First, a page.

The Millers Return From Europe, 1928
In 1928, Henry Miller and his wife, June Mansfield, went to Europe for an extended stay. For Henry, it was his first time in Europe, first time in Paris. In future references, Miller would call this his “one year” in Europe . However, there seems to be a generous rounding-up of numbers by Miller. By my estimation, the Millers left for Europe in July 1928 and, as the ship manifest indicates, returned in November 1928: a total of four months.
This poster of the S.S. Leviathan which Henry and June sailed on for their return to New York in 1928, is posted at Ocean-liners.com, at which you'll find many real photographs of the ship.
Maybe they know something I don’t. Keep that in mind. But official documentation seems to state that Henry and June had in fact returned to New York on November 8, 1928.
Which brings me to the ship manifest. On November 2, 1928, the S.S. Leviathan departed from the port at Cherbourg with Henry and June Miller on board. The Leviathan was originally a German ship until the Americans got their hands on it during the war and made it their own. In 1923, it was launched into passenger service by the United States Line. Although Prohibition turned it into a dry Atlantic cruise, by the late 1920s, they permitted alcohol once US waters were cleared. [history at The Great Ocean Liners; Wikipedia; and Ocean Liners].
The bottles must have been locked up behind the bar as the S.S. Leviathan re-entered American waters, heading for New York City, where it arrived in port on November 8, 1928. They missed the federal election by two days: Herbert Hoover’s Republicans had been given the green light to take over America once Coolidge’s term ran out in March. But Henry and June’s two missing ballots would hardly have made a difference in native New Yorker Alfred E Smith's Democrat, anti-Prohibition campaign: Hoover was up on him by six million votes. (but who says they would have voted Democrat? Or voted at all? There’s a subject for debate.)
The ship manifest for the S.S. Leviathan clearly identifies Henry Miller, born December 26, 1891 in New York, and June Miller, born January 28, 1906, also in New York. It’s got to be them! And the date is November 8, 1928.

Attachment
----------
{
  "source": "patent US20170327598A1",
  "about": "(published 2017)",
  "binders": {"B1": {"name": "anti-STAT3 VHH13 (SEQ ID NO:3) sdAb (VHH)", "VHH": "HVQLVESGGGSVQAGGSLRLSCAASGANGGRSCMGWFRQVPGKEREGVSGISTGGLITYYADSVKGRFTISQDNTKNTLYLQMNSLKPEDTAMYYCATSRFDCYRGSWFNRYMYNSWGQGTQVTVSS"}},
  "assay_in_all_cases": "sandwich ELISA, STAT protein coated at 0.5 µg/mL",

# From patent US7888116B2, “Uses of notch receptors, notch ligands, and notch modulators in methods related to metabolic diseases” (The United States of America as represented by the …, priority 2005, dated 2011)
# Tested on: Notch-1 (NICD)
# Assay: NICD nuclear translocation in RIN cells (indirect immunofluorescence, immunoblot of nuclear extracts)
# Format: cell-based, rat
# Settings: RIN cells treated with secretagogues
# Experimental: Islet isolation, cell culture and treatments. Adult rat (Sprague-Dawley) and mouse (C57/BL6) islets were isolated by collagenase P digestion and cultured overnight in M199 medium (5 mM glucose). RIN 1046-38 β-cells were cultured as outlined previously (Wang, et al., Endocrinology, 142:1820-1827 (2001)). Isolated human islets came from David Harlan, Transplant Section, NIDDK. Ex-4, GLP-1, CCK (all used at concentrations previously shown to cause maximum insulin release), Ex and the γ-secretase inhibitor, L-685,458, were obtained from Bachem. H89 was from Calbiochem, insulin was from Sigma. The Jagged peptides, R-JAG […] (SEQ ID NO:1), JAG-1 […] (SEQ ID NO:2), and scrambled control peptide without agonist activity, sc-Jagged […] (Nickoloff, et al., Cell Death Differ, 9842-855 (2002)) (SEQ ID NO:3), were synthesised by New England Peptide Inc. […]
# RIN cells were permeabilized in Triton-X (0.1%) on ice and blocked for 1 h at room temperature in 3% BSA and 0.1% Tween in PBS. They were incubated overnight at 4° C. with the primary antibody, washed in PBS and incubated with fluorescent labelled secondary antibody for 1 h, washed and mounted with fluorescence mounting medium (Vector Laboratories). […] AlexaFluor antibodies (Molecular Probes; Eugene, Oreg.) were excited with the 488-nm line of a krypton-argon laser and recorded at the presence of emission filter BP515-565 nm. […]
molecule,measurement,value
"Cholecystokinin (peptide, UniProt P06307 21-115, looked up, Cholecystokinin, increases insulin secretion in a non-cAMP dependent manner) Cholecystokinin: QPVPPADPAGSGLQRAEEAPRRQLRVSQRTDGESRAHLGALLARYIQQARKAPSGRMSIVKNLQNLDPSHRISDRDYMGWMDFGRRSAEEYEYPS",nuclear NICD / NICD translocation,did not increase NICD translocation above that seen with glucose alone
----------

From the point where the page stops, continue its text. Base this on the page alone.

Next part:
Before leaving for Europe, the Millers had been living in a furnished apartment on Clinton Avenue [2-149]. Mary Dearborn writes that their friends had “smoked them out of” that apartment [3-114]. There may be further detail somewhere (I can’t find one in Nexus), but I will venture that the financially-challenged Millers were probably without a permanent address in advance of their voyage across the Atlantic. Any New Yorkers out there willing to look up the 1928 Brooklyn directories to see whose couch they surfed upon, on Willoughby Avenue?
Dearborn writes that the Millers stayed briefly on Decatur before finding a place in Brooklyn’s Fort Greene neighbourhood [3-116]. Martin says they moved into an apartment at Fulton and Clinton upon their return [2-160]—my understanding is that they were living at 180 Clinton before Miller took off for Paris in 1930 . Both Clinton and Willoughby appear to be in Fort Greene (or so my random Google search seems to suggest).
How’s that for inconclusive?
 See, for example, the chronology on the inside flap of Miller's My Life And Times: "Toured Europe for one year with June on money given to her by an admirer";  Jay Martin's Always Merry And Bright: The Life of Henry Miller (1978);  Mary Dearborn's Happiest Man Alive: A Biography of Henry Miller (1991);  Robert Ferguson's Henry Miller: A Life (1991);  This is what I posted in my list of Miller's New York addresses (to 1930)...but at this moment, I can't remember where I got that information--which is why I've since been trying to annotate everything a lot more vigorously.